Alberto & I spent a beautiful day in Venice today! After a chilly, grey first week in Italy, spring is finally here…and so are my seasonal allergies, but I’ll take it if it means we get to enjoy beautiful sunny weather and wisteria.
I’ve been trying to take advantage of speaking Italian as much as possible while I’m here, but it’s actually harder than it seems! Alberto speaks English fluently and so do many Venetians…I have to force myself to speak Italian. Sometimes that means making mistakes or stumbling over my words to get an idea out that would take me seconds to do in English.
Today at a bacaro (a Venetian bar/restaurant where you can get drinks and finger food called cicchetti), I chose a polpette di zucchine a fried zucchini ball) not only because I thought it would taste good, but also because I thought it would be easiest to pronounce out of the choices. I said zucchine several times, and the server didn’t understand me. I felt crushed because if an Italian can’t understand me when I say zucchine, which is so close to the American zucchini, then what hope do I have???
Then, on our way home we stopped at the grocery store. I was standing in line while Alberto went to grab another item. The woman in front of me mumbled something to me, at least that’s what it sounded like because I didn’t understand a word! I finally guessed that she was asking if I wanted to go in front of her since I only had two items and she had a full cart. I was so taken off guard that I couldn’t even utter a word and just looked at her like a deer in the headlights!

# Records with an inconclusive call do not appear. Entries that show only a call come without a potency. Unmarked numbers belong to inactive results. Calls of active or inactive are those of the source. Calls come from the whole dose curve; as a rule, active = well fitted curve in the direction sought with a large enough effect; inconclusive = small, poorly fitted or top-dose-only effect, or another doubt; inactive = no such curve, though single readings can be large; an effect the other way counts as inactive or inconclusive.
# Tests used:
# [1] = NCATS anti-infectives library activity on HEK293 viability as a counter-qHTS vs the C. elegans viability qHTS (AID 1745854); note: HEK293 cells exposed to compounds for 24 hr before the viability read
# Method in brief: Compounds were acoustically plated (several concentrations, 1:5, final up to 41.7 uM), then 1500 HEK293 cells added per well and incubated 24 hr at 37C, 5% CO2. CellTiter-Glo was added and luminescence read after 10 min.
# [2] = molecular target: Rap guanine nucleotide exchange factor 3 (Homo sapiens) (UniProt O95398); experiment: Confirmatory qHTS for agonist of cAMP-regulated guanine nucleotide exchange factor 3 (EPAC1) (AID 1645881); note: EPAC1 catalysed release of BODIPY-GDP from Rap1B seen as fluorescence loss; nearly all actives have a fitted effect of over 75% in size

I was feeling a little bummed about my Italian blunders today, when Alberto pointed out that when I am not sure of what I’m saying in Italian, I whisper it. This was such a revelation to me because maybe the bartender today didn’t misunderstand me…maybe he just didn’t hear me!
I’ve been to Italy enough times that the culture doesn’t shock me as much as the language does. It’s easy to be lazy and rely on English even here. There’s even American pop songs on in the stores 90% of the time!
Learning a language definitely requires you to practice humility, swallow your pride, and make mistakes. Today was a reminder to speak boldly because trying is better than not trying at all.
Have you ever had language shock before?3
La Dolce Vita through from California to Italy. I’m Kelly, an American girl with Italian taste in food & wine. I blog about learning Italian, food & wine pairings, how to find authentic Italian ingredients in the US, and seasonal recipes from scratch.